The polarizing angular design of Tesla’s upcoming Cybertruck was far from universally loved within the company when it was first unveiled, according to a new biography of CEO Elon Musk.
In the book “Elon Musk” by Walter Isaacson, Tesla design chief Franz von Holzhausen reveals that most engineers wanted nothing to do with the Cybertruck after seeing an early mock-up.
“A majority of the people in this studio hated it,” von Holzhausen said. “They were like, ‘You can’t be serious.’ They didn’t want to have anything to do with it. It was just too weird.”
According to the book, some engineers even began covertly designing an alternative, more conventional pickup truck after seeing the prototype on display at SpaceX in 2019.
But Elon Musk was undeterred by the negative feedback and pressed forward with his vision. “I don’t do focus groups,” Musk said.
Rather than tweak the design, Musk demanded a driveable Cybertruck be ready to demo by November of that year. The tight timeline forced the team to rally together to build the first prototype from Musk’s specifications.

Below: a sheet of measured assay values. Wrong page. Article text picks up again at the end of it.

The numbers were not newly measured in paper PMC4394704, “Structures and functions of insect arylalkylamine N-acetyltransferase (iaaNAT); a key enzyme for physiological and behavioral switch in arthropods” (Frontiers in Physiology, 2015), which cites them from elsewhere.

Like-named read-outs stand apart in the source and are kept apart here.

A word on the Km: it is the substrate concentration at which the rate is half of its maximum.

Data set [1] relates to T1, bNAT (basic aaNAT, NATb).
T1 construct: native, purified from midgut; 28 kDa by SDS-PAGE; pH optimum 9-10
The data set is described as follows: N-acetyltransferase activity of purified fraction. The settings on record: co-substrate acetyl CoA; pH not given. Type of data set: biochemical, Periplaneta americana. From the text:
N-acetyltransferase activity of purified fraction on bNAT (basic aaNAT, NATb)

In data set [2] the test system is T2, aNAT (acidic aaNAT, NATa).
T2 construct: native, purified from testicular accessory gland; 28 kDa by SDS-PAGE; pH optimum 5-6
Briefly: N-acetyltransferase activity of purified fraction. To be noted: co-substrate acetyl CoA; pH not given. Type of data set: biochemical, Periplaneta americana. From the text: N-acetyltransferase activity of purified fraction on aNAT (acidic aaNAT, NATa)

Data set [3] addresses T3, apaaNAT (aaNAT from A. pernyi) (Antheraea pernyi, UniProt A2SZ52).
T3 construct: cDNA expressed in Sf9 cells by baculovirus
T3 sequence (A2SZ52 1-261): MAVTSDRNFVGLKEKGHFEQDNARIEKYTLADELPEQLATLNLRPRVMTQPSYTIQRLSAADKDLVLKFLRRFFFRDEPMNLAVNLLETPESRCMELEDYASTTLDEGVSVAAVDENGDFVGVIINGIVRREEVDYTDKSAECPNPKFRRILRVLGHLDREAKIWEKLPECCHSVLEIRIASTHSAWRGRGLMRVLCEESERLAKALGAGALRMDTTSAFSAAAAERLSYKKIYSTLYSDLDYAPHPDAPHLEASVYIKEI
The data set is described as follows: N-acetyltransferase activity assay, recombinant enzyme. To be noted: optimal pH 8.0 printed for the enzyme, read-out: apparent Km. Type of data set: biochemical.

The anecdote highlights Musk’s sometimes controversial top-down leadership style at Tesla, where his whims become company mandates. It also reveals the Cybertruck’s divisive design had detractors even within Tesla’s own ranks.
Since the pickup’s splashy reveal in 2019, the Cybertruck has been extensively redesigned and its launch has been pushed back to late 2023. But the overall futuristic concept has remained, for better or worse.
The Cybertruck represents a bold but risky bet by Tesla. Its success will come down to how many people share Musk’s radically different vision for the future of trucks.
Love it or hate it, the Cybertruck is a prime example of Tesla’s willingness to defy convention and push boundaries under Musk’s leadership. As the book shows, that mindset doesn’t always sit well with those executing his vision.